World Politics Review Exclusive WPR
HONG KONG -- As Beijing cracks down on protestors in Tibet in the run up to the Olympics, adherents of Falun Gong -- a banned religious movement that draws from Buddhism and Taoism -- are also facing the heavy hand of the Communist regime.
Falun Gong members claim Chinese authorities are stepping up their crackdown on the group, branded an "evil cult" by Beijing, by using Olympic security as an "excuse."
In early March, the U.S.-based Falun Dafa Information Center announced that 1,878 practitioners from 29 provinces had been arrested since January 2008 and that cash rewards of up to $360 were being offered by the government to identify members.
Followers believe the recent arrests were triggered by a secret order issued by former Public Security Minister Zhou Yongkang to provincial security forces in February this year. According to Amnesty International, the order was couched as crucial to "successfully" holding the Olympic Games.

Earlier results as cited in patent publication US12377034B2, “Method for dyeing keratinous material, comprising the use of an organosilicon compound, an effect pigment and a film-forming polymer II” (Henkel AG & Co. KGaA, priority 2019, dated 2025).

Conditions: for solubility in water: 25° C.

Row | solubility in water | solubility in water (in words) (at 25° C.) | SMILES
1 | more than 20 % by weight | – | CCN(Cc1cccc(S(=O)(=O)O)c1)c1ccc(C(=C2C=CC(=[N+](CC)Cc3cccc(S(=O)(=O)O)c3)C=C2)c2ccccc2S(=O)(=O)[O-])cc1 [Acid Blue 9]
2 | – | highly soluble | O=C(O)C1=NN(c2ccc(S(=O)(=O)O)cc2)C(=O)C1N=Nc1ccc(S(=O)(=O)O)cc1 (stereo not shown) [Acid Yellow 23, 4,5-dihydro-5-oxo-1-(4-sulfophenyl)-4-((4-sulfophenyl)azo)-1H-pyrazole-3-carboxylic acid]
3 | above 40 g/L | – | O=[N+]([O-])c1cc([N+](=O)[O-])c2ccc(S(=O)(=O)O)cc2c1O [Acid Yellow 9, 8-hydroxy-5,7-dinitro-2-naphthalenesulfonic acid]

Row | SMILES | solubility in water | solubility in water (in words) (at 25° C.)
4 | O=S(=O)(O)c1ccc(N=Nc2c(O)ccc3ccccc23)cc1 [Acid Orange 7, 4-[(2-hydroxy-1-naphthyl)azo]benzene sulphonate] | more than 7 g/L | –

"We must strike hard at hostile forces at home and abroad, such as ethnic separatists, religious extremists, violent terrorists and . . . the Falun Gong," Zhou ordered, according to an Amnesty International translation of the document.
"The Olympics seem to have given the Beijing regime a new incentive, and excuse, to hasten its abuses of citizens' rights. The arrests make a mockery of the regime's promise to improve its dismal record on human rights," said Erping Zhang of the the Falun Dafa Information Center, which collected the details of the arrests.
Dozens of members have been rounded up from Beijing's Chaoyang District, which will host the beach volleyball and tennis events, and the city's Shunyi district, the site of the Olympic rowing and kayaking venues. About 156 followers were seized in Beijing alone, the center claims.
In some cities, announcements of cash rewards are posted in neighborhood administration offices or Web sites run by the security bureau.
The systematic nature of the arrests suggests that the authorities are using a previously compiled list of local followers, Falun Gong adherents say.